"Those who would give up essential Liberty, to purchase a little temporary Convenience, deserve neither Liberty nor Convenience".

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Gimp

Re: Blaming North Korea?

"So what happens when you need to open a very formatted MS Office documents." (sic)

Send it back, tell them it's broken, and to use a decent open document format.

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Re: Blaming North Korea?

> Unfortunately I think it is other tools (payroll, accounting, tax & HR software, SEO and marketing tools, photo & video processing, etc) plus cheap and easy support (local PC company) which drive them to use Windows

So, you mean common sense then.

People are not in business to avoid MS, they are in business for whatever their business is.

I work at a business with a fair few Linux boxes and Windows boxes, the people that really need it have O365 with full Office, the rest of us use the web apps with Outlook on the Windows machines.

Almost everything was done with money-saving in mind, no network, no servers, no phones, just WiFi, Google Drive and Skype.

Yet they still buy O365.

That says it all really.

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Re: Irony

Why can't Micro-shaft JUST COME CLEAN on what they're collecting on everyone?

That could be fixed by the Dutch legislators insisting that Microsoft provide a tool that will show everything that has been slurped in the last couple of months -- complete with an explanation of what the tool shows.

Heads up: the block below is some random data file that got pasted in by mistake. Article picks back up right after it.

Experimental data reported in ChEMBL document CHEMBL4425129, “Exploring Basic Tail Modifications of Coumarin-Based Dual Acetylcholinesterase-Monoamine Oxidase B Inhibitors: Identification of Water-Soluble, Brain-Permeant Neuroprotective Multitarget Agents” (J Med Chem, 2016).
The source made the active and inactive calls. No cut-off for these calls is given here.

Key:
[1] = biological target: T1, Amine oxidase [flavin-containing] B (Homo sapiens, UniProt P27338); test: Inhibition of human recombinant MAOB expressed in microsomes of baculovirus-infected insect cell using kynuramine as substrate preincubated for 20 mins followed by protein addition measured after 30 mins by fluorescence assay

After all: it is (supposedly) your Personal Computer and thus you should be able to find out anything that relates to you or the operation of the PC.

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Anonymous Coward

Re: Irony

"Essentially, we're told, the operating system does not make it clear what information is beamed back to headquarters and why"

Well sort of true, but it does obviously offer a link to a webpage that explains pretty clearly if you can be bothered to read a couple of pages of privacy info...

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Anonymous Coward

Re: Blaming North Korea?

>>>The sheer amount of effort and risk to keep a Microsoft based infrastructure alive is a massive waste of money and resources.